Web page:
There have been any number of fundraising announcements in the past two weeks. And as compelling as that news is, it’s even more exciting to see the companies putting that money to work. Like Rigado, for instance. Which recently raised $15 million. And that led to a bunch of open jobs. Like nine of them.
Used to be, back in the day, folks would blog. And sometimes, I’d take a snippet of those amazing blog posts and try to raise the volume a little bit. By posting on my own blog. But that doesn’t happen as much these days. Or when it does, it tends to happen on platforms that have their own volume mechanisms. But Portland founder Mara Zepeda just wrote something that I wanted to make sure that you saw. And so I’m trying to raise the volume a bit. Like we used to. Read More
While Simple users have never been shy about their love of the banking experience with the company, there are few features that would make the experience event better. And today, the Portland company released one of those features. Now any Simple user can immediately transfer money to any other Simple user with Simple Instant. Read More
There seems to be a constant stream of chatter about how the Portland startup ecosystem compares to the Bay/Seattle. Inherently, a major piece of this conversation is about the ability or inability to raise money locally. This assumes that if there is money to be had locally, it’s the better choice—raise locally, hire locally, and in doing so support the Portland startup scene. Read More
[HTML3]Yes, yes. There has been much discussion about Jive Software and their decision to move Jive corporate headquarters from Portland, Oregon, to those more southern climes near that bay thing. But fact of the matter is, Jive spent a good deal of time as a startup headquartered right here. And they continue to be part of our community.
So when Jive announces that they’ve secured another $30 million in funding, I’m going to cover it. Because some of that cash is going to come through the Portland office. And because the investor—juggernaut Kleiner Perkins Caufield & Byers—just happens to be the firm that just dropped $5 million in Puppet Labs’ proverbial pockets. Read More
And it all begins with a very simple question: What could you accomplish with $250,000, this year? That’s what the folks at Portland-based Nedspace are asking, this Thursday.
Why? Because you may actually have the chance to get your hands on those funds.
Most importantly, though, the goal of this event is to prove to the State of Oregon that there are enough jobs, compelling ideas and entrepreneurs to warrant an immediate investment of $100,000,000 for start ups that want to hire local talent.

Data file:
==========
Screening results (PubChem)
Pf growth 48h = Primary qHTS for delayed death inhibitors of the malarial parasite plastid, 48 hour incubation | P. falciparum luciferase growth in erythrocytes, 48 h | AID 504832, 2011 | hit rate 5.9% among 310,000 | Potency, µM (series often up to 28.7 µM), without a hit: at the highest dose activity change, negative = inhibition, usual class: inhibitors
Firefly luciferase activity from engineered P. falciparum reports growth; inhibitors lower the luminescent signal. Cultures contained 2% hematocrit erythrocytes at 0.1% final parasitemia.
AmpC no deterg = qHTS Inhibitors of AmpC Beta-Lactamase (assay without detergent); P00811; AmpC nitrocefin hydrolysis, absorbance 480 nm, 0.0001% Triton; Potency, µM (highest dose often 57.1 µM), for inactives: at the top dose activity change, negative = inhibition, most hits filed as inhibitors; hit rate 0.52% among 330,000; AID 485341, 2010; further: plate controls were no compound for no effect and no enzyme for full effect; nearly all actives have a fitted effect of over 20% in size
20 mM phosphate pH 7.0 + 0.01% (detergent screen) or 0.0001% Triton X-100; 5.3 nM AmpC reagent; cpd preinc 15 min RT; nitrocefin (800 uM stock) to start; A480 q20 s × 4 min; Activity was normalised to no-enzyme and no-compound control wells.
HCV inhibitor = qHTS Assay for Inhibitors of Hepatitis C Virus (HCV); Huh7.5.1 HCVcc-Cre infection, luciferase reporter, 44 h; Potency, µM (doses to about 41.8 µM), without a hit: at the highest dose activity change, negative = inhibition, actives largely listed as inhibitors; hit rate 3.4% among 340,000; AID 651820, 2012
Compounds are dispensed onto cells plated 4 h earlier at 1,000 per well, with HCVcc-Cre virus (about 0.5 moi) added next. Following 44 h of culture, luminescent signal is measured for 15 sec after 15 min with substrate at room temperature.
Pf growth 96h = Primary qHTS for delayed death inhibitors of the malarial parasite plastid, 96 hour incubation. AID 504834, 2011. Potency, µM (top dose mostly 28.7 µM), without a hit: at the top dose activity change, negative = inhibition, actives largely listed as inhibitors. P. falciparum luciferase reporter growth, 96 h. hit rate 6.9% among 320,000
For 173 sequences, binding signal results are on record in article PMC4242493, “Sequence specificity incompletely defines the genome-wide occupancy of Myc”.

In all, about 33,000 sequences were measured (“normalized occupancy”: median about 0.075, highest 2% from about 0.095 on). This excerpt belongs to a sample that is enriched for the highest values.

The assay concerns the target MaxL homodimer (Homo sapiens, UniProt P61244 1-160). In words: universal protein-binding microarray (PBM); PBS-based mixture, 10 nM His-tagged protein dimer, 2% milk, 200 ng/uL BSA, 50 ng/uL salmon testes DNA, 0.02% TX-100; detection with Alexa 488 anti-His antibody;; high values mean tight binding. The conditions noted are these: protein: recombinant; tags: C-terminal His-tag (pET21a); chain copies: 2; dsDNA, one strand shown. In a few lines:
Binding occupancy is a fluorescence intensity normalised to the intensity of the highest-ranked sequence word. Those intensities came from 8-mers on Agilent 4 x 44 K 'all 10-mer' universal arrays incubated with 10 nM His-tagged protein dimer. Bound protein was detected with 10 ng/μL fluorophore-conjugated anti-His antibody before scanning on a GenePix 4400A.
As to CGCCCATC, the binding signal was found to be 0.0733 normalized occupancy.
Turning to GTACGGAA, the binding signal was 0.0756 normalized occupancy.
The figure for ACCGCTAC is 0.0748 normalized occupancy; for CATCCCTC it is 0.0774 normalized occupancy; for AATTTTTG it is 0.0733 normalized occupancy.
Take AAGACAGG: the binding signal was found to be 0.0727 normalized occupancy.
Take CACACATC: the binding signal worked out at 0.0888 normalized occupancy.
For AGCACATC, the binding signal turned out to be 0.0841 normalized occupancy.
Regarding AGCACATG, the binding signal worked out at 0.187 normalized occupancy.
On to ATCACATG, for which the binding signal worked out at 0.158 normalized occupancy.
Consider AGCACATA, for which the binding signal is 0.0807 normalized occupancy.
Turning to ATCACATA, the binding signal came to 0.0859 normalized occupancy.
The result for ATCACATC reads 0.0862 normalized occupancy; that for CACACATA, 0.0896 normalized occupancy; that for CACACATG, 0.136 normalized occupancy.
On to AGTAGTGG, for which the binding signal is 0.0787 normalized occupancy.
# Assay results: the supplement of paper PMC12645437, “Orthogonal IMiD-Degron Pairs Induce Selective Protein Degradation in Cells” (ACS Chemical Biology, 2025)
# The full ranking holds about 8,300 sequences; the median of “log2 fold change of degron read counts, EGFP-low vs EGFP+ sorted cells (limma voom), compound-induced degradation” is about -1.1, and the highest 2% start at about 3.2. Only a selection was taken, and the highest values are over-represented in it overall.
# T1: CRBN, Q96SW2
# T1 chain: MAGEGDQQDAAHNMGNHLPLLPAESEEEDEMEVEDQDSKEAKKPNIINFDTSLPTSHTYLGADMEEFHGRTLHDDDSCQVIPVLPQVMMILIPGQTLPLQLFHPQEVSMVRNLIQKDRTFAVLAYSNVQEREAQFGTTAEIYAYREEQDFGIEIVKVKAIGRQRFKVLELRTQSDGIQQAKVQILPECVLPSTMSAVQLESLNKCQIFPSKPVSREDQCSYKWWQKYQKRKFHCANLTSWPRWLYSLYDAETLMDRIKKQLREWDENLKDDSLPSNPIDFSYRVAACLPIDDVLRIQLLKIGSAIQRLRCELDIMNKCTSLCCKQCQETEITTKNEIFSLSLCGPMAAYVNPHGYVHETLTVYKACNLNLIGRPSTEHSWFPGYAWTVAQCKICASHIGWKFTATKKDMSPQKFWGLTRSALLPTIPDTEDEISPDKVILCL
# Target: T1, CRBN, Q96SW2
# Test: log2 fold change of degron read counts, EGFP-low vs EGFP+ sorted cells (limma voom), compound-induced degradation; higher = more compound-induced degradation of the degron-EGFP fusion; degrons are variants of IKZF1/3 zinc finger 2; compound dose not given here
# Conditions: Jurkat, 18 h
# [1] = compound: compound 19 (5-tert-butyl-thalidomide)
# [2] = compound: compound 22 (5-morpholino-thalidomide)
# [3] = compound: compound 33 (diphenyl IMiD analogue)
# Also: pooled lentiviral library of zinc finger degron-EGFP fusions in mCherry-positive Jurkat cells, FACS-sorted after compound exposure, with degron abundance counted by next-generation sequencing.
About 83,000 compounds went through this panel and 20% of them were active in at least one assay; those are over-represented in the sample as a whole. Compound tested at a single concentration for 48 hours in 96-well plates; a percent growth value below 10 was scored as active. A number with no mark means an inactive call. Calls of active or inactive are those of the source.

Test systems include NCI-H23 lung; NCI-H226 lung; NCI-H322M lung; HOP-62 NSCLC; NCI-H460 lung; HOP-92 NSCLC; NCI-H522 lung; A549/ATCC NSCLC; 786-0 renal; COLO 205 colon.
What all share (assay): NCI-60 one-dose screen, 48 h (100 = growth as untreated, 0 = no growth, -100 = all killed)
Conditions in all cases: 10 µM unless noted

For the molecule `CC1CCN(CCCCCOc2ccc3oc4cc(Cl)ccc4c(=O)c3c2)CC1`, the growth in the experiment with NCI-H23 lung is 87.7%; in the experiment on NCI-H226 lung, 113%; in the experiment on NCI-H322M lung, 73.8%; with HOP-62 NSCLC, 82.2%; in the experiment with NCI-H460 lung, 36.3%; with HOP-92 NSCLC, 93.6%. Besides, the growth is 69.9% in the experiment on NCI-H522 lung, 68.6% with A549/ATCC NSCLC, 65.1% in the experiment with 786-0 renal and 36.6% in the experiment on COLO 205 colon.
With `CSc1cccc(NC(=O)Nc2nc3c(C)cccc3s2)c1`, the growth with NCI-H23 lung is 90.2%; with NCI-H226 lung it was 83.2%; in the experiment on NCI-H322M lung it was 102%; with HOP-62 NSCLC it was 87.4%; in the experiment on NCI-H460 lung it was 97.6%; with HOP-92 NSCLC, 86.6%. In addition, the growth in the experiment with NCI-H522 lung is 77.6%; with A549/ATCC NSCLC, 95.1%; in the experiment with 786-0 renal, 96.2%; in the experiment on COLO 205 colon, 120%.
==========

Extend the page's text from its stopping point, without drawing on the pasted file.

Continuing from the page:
We are working to raise a $100M fund that makes small investments in Oregon-based companies who hire Oregon-based employees. Now, in 2009. Not next year or some point in the future. In growing these new startups, we are investing in innovation, creating jobs and building Oregon’s brand with innovators and entrepreneurs.
Oh, so now that question seems a lot more interesting, doesn’t it?
The event is a combined effort of Capybara Ventures, NW Technology Ventures, NedSpace, Oregon Angel Fund, Oregon Entrepreneurs Network, Reference Capital, Software Association of Oregon and Starve Ups. It will be held Thursday evening at Nedspace—right next door to the Lotus on SW 3rd.
If you would like to participate—and just between you and me, I think you should—be prepared to answer the following questions:
- Could your company hire $250,000 worth of Oregon-based talent in 2009 to get it to the next level?
- What could your company achieve during 2009 with a $250,000 investment?
- How many new jobs would be created if 400 new Oregon startups were funded?
- How would you like to see $100,000,000 invested in Oregon startups?
For more information or to RSVP, see “Startup Now: What Would Your Startup Do With $250,000 in 2009?”
Can’t make the event? They’ve set up a live stream.
(Photo courtesy mashmal. Used under Creative Commons.)
Corvallis-based Strands, the service that recommends things you might like based on your behavior, has announced the acquisition of Expensr, a move that takes its recommendation services beyond the realm of entertainment to personal finance.
moneyStrands is an online money management solution that allows users to aggregate their online financial information in one place, providing them with an instant snapshot of all their finances. With moneyStrands, users can anonymously compare themselves to others with similar traits, such as demographics.
The move also allows Strands to more clearly define the areas into which they’re planning to introduce recommendations, like business recommendation solutions that help people find content on sites, social media recommendation solutions that use online behavior to make recommendations, and personal finance recommendation solutions that helps individuals take more control of personal finance decisions.
Rest assured, there are also some other interesting undercurrents here—that I’m not yet at liberty to disclose—that promise to cause some interesting ripples here in the Silicon Forest startup scene.
To register for an invitation to the private BETA, visit moneyStrands. For more information on the plans for the product, see the Strands blog post on the Expensr acquisition. For more on the company, I’d recommend (get it?) visiting Strands.